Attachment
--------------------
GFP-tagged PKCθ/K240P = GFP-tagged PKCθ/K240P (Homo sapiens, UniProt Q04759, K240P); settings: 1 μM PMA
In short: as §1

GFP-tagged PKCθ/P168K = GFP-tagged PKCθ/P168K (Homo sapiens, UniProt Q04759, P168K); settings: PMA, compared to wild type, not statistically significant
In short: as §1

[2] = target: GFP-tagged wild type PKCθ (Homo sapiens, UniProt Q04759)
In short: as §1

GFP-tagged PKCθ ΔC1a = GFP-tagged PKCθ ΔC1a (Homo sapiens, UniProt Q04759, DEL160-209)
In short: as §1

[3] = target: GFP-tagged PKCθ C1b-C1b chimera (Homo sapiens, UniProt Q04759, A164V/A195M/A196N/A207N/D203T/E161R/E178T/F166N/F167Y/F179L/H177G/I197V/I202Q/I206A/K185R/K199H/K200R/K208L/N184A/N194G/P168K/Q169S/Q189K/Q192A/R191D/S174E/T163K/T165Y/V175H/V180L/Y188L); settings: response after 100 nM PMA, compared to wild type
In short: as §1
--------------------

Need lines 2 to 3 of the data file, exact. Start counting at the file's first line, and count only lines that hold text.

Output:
In short: as §1

GFP-tagged PKCθ/P168K = GFP-tagged PKCθ/P168K (Homo sapiens, UniProt Q04759, P168K); settings: PMA, compared to wild type, not statistically significant